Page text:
For the last ten years, the term “digital inclusion” has become increasingly prominent in the discussions among major technology groups.
From the first signs, more concrete actions have followed. Today, the term is talked about more broadly across telephony and the internet, and is built into specific industry offers aimed at the most vulnerable. But does this mean digital inclusion is restricted to a few offers? What does it actually mean? And how does Orange tackle the subject of digital inclusion to guide its actions?
Digital inclusion as e-inclusion, it is the process whereby technology such as telephony and the internet is made more accessible to individuals by helping them learn the right skills to take advantage of the tools they need for social and economic integration.
Digital technology can be seen as an accelerator of the “power to act” in our society, allowing everyone to have a positive impact and contribute to daily life as an individual and within a collective.
Who are the digitally excluded?
Recent figures mention 13 million people in France who struggle with technology. But the great diversity of uses reveals a much more contrasting reality. Beyond the figures, we’re all potentially implicated because digital inclusion depends on the context in which we’re using it.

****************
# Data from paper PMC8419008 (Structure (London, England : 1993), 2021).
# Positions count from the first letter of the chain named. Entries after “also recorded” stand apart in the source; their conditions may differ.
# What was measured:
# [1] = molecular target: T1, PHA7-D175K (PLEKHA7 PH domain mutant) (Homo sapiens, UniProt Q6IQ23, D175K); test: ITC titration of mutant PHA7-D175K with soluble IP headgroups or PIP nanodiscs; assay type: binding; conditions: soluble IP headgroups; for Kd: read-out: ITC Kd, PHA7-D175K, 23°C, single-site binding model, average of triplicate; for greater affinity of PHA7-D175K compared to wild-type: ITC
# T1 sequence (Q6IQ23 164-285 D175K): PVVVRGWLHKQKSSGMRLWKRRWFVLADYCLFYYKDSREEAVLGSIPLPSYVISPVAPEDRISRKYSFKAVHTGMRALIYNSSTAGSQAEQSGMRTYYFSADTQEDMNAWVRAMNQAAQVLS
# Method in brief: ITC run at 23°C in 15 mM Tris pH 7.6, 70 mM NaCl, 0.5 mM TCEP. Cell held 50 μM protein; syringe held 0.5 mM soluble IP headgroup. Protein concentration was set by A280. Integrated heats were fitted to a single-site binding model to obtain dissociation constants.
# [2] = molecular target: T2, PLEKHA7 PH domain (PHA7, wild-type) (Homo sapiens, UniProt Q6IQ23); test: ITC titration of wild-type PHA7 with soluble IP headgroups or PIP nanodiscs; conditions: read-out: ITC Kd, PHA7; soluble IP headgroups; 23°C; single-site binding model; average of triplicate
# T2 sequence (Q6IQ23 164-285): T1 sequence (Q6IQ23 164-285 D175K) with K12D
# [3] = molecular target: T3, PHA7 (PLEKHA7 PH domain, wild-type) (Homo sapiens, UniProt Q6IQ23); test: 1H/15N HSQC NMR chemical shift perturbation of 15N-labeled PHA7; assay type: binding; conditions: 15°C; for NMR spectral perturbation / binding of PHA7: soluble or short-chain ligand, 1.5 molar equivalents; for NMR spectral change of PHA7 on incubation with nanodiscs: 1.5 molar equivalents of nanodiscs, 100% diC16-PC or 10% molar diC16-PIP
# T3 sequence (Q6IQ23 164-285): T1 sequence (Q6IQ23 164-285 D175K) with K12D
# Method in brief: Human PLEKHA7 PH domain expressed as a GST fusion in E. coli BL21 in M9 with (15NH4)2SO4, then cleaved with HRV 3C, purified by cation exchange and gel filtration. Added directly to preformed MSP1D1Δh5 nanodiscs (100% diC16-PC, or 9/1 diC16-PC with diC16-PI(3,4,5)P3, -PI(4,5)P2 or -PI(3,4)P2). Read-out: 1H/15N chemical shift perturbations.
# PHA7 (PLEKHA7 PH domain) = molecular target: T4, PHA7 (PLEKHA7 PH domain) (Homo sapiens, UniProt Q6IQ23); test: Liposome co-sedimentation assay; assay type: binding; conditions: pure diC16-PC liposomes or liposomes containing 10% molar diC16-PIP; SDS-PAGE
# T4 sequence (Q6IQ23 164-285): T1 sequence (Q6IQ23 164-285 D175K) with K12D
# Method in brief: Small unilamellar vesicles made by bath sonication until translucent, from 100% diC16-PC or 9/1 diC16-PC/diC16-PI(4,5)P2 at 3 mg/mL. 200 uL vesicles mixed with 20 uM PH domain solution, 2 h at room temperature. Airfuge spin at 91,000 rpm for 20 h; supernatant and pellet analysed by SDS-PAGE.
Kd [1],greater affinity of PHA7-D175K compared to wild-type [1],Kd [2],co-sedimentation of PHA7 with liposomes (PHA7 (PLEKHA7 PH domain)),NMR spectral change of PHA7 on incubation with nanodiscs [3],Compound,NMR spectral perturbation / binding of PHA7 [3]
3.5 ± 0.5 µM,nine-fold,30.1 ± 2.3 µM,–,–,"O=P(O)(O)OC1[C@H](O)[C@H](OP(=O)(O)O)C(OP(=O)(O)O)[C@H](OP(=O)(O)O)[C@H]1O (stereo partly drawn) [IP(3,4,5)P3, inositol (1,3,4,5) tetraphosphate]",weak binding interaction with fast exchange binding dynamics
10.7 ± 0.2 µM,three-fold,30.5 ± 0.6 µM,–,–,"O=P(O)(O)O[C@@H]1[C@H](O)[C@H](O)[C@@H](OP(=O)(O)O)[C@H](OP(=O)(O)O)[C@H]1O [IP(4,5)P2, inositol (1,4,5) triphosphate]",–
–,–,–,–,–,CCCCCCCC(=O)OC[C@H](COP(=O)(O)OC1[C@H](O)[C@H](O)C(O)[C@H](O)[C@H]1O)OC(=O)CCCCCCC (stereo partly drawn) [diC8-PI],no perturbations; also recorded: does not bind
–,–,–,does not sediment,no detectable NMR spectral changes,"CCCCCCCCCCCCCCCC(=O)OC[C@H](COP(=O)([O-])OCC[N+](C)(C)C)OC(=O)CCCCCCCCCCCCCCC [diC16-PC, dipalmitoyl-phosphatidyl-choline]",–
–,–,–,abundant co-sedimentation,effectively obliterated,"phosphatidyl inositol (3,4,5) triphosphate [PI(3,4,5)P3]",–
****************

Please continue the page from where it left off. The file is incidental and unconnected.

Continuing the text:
How is digital inclusion being promoted?
Digital inclusion varies according to a combination of factors. Self esteem, social connection and the ability to learn work together as a foundation. We can see that digital is a manifestation. It is not the cause of digital exclusion: digital divides fit with embrace social divides.
When we talk about this definition, we immediately think about large companies and their Foundations’ philanthropic actions. However today the topic of digital inclusion goes right to the heart of our businesses and their development priorities. It’s a major subject that involves everyone working across public and private sectors.
Within the Orange Group, each entity has its own approach for contributing to digital inclusion: by simplifying access to connectivity and planning tomorrow’s networks, while maintaining our current global networks, creating and developing learning initiatives for using digital services, supporting entrepreneurships and start-ups, as well as promoting innovation.
At Orange, we’re committed to developing useful and inclusive offers for everyone, including the most unconnected communities. That’s why in 2017, we conducted a stakeholder dialogue in France on the theme “precariousness and digital” and are now working to develop an offer aimed at the most vulnerable people in society.
As part of our series of stakeholder dialogues, our CSR team conducted a survey around the theme of precariousness and digital in France. A global observation has emerged: digital can strongly accentuate inequalities where it should be fixing or reducing them. Here are the three main lessons we can draw from the dialogue.
Here are the three main lessons we can draw from the dialogue.